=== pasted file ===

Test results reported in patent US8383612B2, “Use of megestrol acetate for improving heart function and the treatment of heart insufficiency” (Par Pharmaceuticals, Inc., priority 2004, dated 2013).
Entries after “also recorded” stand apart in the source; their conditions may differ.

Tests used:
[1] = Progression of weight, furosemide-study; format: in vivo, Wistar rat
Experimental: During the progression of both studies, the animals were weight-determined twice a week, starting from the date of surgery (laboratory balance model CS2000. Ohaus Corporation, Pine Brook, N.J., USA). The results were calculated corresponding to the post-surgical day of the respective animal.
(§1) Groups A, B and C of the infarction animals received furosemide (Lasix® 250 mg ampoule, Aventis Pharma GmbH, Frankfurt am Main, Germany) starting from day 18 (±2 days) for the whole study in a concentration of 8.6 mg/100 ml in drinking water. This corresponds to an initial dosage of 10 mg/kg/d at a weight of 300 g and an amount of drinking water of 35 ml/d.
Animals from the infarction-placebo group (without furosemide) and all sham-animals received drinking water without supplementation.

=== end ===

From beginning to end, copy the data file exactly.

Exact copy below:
Test results reported in patent US8383612B2, “Use of megestrol acetate for improving heart function and the treatment of heart insufficiency” (Par Pharmaceuticals, Inc., priority 2004, dated 2013).
Entries after “also recorded” stand apart in the source; their conditions may differ.

Tests used:
[1] = Progression of weight, furosemide-study; format: in vivo, Wistar rat
Experimental: During the progression of both studies, the animals were weight-determined twice a week, starting from the date of surgery (laboratory balance model CS2000. Ohaus Corporation, Pine Brook, N.J., USA). The results were calculated corresponding to the post-surgical day of the respective animal.
(§1) Groups A, B and C of the infarction animals received furosemide (Lasix® 250 mg ampoule, Aventis Pharma GmbH, Frankfurt am Main, Germany) starting from day 18 (±2 days) for the whole study in a concentration of 8.6 mg/100 ml in drinking water. This corresponds to an initial dosage of 10 mg/kg/d at a weight of 300 g and an amount of drinking water of 35 ml/d.
Animals from the infarction-placebo group (without furosemide) and all sham-animals received drinking water without supplementation.